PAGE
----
Every day I interact with clients (usually women) looking for support and advice, fearful for themselves and their children. Often, they themselves don’t understand what NPD is or even fully recognize that they’re married to someone who is emotionally abusing them. Or, more frequently, they are ashamed to admit it, for “not seeing it sooner”, or for not being able to break out of the trauma bond that often accompanies emotional abuse. By the time they come to me, they have generally concluded that divorce is the best, or only, way forward for themselves and their children. Very often it has taken months, years, or even decades for them to gather the courage and conviction to leave, in large part because of the fear of backlash from their spouse.

That fear is not without merit. High conflict divorces are far more challenging than “normal” divorces for a variety of reasons, and not every divorce coach, attorney, judge or therapist has the background to deal with the specific challenges that divorcing a narcissist can bring. As a divorce coach, it’s my job to help educate them about high conflict divorces, support them as they navigate the treacherous waters of divorce court, identify other sources of professional support, and start working on communication and disengagement strategies.

Despite the challenges, however, narcissists and other “high conflict” personalities often engage predictable tactics and patterns of behavior in divorce court. Being able to predict, recognize, and deal with them allows us to start disrupting those patterns.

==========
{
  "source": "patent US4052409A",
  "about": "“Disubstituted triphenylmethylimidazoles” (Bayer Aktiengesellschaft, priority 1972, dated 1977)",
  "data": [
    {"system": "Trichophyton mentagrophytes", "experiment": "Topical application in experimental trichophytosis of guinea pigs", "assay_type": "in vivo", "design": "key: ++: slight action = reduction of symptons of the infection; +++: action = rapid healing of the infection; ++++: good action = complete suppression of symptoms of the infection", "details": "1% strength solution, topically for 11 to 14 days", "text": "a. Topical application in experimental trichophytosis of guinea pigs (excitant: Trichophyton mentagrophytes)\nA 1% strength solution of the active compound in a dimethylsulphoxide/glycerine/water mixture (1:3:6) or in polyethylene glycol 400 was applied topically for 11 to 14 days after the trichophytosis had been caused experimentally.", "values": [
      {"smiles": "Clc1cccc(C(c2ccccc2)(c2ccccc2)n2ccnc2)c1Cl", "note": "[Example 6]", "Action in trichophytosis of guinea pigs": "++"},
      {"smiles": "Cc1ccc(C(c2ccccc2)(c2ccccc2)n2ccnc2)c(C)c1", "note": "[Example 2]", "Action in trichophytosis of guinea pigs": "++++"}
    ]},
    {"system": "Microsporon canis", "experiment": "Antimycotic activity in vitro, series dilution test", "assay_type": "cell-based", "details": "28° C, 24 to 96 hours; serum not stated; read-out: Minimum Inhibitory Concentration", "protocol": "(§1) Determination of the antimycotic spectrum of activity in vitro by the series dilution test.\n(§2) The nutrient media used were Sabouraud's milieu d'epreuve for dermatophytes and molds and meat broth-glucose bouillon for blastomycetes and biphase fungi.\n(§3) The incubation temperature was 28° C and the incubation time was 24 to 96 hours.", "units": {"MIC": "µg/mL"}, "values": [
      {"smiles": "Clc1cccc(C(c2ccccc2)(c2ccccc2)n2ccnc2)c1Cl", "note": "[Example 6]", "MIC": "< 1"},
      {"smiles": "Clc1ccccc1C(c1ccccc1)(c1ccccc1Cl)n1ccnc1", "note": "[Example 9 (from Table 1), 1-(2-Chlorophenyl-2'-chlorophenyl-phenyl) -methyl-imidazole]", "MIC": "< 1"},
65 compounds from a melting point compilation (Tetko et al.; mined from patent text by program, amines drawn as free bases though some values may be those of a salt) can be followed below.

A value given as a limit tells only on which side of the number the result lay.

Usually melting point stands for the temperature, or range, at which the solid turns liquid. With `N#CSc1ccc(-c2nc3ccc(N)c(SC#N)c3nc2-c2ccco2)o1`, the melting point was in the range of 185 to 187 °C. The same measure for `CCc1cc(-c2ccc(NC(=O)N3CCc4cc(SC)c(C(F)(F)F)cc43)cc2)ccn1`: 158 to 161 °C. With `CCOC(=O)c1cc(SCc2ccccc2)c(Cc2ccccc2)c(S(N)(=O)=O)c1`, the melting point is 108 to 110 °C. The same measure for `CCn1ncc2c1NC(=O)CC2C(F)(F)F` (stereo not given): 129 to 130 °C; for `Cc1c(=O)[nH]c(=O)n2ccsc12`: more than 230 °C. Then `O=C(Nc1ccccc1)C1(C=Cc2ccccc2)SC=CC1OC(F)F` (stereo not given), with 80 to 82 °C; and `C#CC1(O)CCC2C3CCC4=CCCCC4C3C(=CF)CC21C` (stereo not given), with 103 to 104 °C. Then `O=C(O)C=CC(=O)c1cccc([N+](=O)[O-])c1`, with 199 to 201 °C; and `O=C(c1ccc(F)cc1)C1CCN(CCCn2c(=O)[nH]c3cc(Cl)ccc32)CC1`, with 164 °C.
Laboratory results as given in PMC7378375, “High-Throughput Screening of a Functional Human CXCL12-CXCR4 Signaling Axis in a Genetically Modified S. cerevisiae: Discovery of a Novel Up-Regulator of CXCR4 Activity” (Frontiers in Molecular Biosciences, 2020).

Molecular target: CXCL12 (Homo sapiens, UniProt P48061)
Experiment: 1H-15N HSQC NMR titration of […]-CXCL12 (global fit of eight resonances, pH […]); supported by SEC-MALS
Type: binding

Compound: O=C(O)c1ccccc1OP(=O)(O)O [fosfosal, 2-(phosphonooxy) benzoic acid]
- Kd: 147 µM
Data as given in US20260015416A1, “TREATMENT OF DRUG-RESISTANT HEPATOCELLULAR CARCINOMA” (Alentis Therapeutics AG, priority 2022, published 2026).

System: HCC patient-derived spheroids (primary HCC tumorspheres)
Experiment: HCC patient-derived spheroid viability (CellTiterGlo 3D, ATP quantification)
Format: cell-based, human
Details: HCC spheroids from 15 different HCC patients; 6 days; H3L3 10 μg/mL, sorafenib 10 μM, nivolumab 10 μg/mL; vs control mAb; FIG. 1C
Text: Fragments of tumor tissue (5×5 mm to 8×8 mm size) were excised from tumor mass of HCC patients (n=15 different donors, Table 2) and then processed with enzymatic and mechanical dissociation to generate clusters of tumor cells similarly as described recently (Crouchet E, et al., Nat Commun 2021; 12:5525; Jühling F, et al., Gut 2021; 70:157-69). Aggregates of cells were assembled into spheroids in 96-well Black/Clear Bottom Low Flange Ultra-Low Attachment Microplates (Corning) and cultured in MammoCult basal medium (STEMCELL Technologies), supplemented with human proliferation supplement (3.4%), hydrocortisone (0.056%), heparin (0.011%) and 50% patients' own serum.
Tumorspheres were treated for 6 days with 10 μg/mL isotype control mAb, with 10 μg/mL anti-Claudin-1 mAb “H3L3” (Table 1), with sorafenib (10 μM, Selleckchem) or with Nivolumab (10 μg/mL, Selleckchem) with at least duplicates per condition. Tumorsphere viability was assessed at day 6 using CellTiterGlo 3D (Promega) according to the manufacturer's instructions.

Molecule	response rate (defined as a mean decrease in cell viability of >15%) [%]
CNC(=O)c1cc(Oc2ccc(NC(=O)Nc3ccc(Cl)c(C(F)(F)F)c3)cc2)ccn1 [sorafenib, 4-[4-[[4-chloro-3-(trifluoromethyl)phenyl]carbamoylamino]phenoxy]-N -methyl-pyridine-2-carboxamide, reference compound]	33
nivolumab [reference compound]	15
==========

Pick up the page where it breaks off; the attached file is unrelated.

Some of the more common tactics include:

1. Projection: Blamers can really project their own deficiencies onto the other party. They may try to convince friends, family, the court, divorce professionals, that their partner:

  • Child abuser or molester or alienator

  • A batterer

  • An alcoholic or addict

  • A liar who makes false allegations

  • A deadbeat dad or unfit mother

  • Any other type of “all bad” person

2. Emotional persuasion: A big problem here is that they can also be extremely skilled at convincing others and are often so emotionally persuasive that they will win in court, because emotions can add credibility and power to a person’s statements. If this happens early on in the process, the “target” will have a hard time defending themselves against this initial negative stereotyping and proving their innocence.

3. Negative stereotyping: this is a phenomenon that is been studied quite a lot and research has found that even without solid facts, people (in and out of court) are very susceptible to initial accusations and that tends to color subsequent impressions and understanding of the situation and of the parties.